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The nearly 4,500 people aboard the stranded Carnival cruise ship off the coast of Mexico are settling in for another full day at sea today as rescuers tow the crippled vessel to San Diego, Calif. -- a trip that's expected to take at least until Thursday afternoon.
"In coordinating with the cruise line and just discussing logistics, I know that Carnival had initially expressed an interest in [Ensanada, Mexico] just because that was the closest, largest port they could reach. Now the plans have changed. They would like to go to San Diego," U.S. Coast Guard Lt. Commander Rick Foster told "Good Morning America" today. "However, just weather and operations can always influence these outcomes."
Foster said there was still a chance the two tug boats pulling the ship at about 4 miles an hour could redirect to Ensanada, around 50 miles away from where the ship was originally stranded Monday, if necessary. Early Monday morning the ship suffered a fire in the aft engine room that disabled the ship's six diesel electric engines. Auxilary power has been running emergency systems and the crew managed to get the toilets and showers working again, but there is still no heat, air conditioning, telephone and hot food service. No one was injured in the fire.
But one thing the passengers do have, thanks to the U.S. Navy, is Spam and a lot of it.
Late Tuesday the Navy executed a military-style airdrop by helicopter from the deck of the USS Ronald Reagan to the Splendor of nearly 10,000 lbs. of food and supplies including what appeared to be hundreds of cans of Spam along with Pop Tarts, croissants, crab meat, bread, cups and other utensils. Two Coast Guard officers are also aboard the ship to help ensure the passengers' health and safety.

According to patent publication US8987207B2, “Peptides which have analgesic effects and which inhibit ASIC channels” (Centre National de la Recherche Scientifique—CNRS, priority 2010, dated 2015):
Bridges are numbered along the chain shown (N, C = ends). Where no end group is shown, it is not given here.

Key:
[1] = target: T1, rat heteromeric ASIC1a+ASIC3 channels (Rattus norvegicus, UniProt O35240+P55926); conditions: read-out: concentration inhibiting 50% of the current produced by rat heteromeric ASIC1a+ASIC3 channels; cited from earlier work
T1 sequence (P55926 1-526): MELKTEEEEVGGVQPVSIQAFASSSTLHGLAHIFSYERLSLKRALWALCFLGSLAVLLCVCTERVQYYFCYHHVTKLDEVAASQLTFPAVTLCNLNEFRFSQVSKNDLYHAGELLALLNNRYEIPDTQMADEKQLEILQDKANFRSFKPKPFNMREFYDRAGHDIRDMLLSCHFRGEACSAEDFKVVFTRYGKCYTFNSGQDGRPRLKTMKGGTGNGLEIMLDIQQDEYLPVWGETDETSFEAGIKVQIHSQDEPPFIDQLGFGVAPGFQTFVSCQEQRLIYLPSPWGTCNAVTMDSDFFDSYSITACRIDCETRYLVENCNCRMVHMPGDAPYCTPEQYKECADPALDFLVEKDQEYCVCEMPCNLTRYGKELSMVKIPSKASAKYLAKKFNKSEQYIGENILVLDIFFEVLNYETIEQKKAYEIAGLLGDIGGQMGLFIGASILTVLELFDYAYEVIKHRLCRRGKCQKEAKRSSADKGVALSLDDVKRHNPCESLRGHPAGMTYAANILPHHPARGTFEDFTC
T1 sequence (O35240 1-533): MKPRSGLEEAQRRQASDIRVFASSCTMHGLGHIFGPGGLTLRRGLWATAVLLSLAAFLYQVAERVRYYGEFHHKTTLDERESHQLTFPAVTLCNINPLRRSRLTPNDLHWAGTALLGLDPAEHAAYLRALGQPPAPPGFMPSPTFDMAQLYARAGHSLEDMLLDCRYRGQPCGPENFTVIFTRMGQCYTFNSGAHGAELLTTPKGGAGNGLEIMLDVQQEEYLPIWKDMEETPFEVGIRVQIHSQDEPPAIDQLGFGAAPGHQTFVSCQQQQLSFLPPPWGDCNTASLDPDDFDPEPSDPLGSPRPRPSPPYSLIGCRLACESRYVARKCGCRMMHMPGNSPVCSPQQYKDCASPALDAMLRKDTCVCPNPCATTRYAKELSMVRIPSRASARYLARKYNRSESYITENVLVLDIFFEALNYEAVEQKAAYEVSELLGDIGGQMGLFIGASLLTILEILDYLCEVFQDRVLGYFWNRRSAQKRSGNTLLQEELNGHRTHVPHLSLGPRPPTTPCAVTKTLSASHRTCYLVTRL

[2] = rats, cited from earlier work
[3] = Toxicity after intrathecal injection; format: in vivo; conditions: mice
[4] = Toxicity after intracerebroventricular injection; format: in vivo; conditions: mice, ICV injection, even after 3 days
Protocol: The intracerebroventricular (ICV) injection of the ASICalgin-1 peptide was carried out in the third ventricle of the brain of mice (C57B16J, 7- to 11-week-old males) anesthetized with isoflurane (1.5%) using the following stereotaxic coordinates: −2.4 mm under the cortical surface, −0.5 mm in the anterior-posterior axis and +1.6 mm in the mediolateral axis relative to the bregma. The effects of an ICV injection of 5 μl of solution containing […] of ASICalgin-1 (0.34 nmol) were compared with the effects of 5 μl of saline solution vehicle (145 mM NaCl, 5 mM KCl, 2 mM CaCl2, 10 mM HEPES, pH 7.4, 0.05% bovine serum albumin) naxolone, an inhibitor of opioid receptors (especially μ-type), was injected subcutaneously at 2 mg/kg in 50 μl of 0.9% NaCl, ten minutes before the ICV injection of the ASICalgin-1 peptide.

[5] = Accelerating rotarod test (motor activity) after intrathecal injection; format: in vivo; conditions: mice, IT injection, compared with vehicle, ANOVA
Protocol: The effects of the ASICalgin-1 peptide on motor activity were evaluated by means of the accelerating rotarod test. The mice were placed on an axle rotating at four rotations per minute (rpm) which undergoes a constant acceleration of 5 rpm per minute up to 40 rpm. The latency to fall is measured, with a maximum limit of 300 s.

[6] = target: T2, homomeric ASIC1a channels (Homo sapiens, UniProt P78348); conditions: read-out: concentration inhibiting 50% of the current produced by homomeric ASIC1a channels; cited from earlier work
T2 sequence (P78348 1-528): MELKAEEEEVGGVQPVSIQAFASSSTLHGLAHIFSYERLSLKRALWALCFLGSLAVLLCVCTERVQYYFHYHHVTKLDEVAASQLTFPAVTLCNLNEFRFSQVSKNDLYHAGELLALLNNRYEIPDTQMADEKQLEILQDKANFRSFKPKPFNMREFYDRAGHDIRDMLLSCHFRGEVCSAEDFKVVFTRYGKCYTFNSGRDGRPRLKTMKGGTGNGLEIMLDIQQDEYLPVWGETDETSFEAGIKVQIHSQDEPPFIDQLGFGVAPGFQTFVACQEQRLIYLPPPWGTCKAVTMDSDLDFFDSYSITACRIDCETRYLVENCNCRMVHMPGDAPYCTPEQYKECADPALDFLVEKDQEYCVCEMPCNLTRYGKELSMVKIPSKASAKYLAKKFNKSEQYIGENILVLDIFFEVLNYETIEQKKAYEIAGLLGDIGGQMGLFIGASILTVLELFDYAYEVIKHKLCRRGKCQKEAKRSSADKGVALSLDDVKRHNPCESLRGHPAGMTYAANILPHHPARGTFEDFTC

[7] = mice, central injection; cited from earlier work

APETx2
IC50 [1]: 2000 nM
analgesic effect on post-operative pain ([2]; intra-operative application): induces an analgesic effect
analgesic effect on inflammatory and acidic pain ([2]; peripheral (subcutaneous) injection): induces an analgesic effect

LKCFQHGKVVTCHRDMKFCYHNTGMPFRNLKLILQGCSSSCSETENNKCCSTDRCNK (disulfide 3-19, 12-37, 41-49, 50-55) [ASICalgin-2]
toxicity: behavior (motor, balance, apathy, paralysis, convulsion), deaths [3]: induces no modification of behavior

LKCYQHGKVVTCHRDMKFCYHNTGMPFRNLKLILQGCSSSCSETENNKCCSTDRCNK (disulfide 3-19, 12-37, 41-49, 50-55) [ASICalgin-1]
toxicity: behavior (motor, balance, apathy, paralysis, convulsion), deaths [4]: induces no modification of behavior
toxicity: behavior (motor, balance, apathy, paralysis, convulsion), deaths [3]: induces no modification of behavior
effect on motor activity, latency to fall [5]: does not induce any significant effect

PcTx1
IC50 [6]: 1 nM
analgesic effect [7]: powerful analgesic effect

Carnival announced late Tuesday it was canceling the Splendor's next voyage, set to begin Nov. 14 from Long Beach. The company said it would offer those guests a full refund of their cruise fare and air transportation costs as well as a 25 percent discount on a future cruise.
The Coast Guard had boarded the ship while it was still in port in California the day before the fire, ABC News has learned, but a Coast Guard spokesperson declined to comment on the purpose of the visit because it is part of the investigation into the fire.
"I can't say about that specific cruise ship, but the Coast Guard regularly conducts safety and security boardings aboard all sorts of vessels," USCG spokesperson Petty Officer Pamela Manns told ABC News. "It's part of how we do business."
In a Facebook posting Sunday evening, Carnival's senior cruise director John Heald complained that the Coast Guard was conducting tests of the ship's generators and had shut down the elevators.
Heald also made something of a fateful post before the fire knocked out communication:
"I am hoping for an incident free cruise but... since being here I cant remember one where something or someone strange hasnt happened," Heald said. "Lets see what this cruise brings."
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